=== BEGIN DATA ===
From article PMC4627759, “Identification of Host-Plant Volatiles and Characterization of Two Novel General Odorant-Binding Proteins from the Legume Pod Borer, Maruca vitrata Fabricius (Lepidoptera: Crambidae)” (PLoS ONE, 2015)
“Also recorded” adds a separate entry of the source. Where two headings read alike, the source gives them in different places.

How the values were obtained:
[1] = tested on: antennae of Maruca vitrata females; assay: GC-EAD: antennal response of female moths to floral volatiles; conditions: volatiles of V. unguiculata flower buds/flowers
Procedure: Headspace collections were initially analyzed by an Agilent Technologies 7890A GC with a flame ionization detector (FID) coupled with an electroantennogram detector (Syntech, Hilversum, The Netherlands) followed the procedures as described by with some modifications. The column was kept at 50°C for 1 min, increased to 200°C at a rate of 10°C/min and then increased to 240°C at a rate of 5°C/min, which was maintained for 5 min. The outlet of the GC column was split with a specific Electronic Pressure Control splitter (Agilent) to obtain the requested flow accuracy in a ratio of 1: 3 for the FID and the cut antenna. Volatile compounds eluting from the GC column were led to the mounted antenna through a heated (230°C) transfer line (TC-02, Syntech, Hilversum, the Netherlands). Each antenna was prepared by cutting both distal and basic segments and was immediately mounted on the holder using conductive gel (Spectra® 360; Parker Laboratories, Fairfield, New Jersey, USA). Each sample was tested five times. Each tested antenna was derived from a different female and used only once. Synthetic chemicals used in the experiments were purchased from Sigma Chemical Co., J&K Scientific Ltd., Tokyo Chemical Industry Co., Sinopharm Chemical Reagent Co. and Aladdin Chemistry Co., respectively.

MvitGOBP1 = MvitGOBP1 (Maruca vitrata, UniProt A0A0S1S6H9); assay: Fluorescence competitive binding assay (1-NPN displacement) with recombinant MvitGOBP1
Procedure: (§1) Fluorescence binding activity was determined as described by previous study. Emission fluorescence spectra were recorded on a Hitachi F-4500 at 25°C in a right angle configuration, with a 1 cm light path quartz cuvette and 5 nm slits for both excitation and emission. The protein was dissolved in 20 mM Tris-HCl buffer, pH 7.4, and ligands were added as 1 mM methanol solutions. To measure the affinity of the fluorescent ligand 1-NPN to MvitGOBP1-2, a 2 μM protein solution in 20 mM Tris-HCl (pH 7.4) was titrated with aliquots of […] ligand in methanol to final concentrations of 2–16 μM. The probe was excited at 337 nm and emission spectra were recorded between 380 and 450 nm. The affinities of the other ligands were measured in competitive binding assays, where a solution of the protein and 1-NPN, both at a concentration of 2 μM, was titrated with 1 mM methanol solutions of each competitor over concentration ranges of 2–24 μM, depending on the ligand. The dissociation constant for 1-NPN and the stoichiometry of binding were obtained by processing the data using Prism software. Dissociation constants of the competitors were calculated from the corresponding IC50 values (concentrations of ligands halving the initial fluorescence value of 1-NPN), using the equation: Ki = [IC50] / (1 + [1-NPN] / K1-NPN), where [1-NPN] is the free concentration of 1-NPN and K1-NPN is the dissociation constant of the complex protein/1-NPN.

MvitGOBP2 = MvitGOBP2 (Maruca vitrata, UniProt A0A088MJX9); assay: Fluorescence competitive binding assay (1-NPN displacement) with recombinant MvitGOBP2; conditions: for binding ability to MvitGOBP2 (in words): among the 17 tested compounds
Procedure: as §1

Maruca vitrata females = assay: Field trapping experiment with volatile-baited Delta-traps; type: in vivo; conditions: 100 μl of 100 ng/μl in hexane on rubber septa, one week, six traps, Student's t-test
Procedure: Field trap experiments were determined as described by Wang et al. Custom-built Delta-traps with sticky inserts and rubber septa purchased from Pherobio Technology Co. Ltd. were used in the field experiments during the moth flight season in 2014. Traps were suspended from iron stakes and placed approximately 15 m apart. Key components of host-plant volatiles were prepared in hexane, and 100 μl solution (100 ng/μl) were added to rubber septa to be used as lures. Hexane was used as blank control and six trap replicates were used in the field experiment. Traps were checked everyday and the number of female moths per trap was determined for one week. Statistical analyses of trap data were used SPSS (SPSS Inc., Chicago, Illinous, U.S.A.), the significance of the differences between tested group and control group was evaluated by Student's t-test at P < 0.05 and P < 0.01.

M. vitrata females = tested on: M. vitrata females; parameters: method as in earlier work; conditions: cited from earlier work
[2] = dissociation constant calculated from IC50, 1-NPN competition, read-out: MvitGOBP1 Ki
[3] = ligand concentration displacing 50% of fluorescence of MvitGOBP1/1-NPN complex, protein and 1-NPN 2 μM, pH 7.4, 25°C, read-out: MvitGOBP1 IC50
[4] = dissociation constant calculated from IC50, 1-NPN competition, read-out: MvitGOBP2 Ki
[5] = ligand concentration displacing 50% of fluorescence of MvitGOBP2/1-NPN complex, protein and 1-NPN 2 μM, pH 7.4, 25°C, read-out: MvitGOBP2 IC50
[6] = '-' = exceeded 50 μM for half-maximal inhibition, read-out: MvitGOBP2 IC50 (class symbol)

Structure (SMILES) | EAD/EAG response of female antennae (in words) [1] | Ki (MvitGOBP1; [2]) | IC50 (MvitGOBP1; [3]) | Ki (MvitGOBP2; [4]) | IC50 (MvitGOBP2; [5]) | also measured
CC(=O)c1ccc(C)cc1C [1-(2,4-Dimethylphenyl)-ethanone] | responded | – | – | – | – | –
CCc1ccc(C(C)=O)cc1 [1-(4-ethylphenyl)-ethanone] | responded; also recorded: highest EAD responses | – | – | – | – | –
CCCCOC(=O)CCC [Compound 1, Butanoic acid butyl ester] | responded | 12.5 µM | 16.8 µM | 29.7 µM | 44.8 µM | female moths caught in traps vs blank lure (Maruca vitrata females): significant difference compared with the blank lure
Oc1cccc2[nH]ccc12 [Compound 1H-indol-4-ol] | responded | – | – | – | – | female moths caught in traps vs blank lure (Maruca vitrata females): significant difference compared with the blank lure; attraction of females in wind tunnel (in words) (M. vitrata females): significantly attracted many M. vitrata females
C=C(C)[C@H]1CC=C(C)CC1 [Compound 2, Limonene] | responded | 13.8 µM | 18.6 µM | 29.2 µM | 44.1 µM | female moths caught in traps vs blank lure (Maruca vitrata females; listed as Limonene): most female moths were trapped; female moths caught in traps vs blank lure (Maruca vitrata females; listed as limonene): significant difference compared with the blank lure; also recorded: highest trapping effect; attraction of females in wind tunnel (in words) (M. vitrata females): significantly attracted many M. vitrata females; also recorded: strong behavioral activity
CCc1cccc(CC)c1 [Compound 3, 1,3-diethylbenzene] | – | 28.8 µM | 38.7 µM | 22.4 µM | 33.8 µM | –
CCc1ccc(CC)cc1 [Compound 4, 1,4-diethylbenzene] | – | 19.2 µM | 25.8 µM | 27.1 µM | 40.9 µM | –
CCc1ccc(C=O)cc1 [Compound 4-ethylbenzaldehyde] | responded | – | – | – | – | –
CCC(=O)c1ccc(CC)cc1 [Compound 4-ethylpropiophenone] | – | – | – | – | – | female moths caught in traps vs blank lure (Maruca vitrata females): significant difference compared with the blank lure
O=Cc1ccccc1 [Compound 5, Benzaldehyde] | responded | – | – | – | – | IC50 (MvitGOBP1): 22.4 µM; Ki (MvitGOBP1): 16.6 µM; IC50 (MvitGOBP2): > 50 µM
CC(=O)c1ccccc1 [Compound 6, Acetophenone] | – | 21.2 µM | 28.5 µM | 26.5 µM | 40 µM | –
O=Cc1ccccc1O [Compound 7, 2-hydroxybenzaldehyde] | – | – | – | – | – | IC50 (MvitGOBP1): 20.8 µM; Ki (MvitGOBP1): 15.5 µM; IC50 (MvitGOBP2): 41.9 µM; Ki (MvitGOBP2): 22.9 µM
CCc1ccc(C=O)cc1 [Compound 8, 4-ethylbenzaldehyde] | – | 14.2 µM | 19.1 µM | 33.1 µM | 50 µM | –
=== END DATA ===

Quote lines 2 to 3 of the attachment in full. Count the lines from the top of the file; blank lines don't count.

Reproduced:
“Also recorded” adds a separate entry of the source. Where two headings read alike, the source gives them in different places.

How the values were obtained: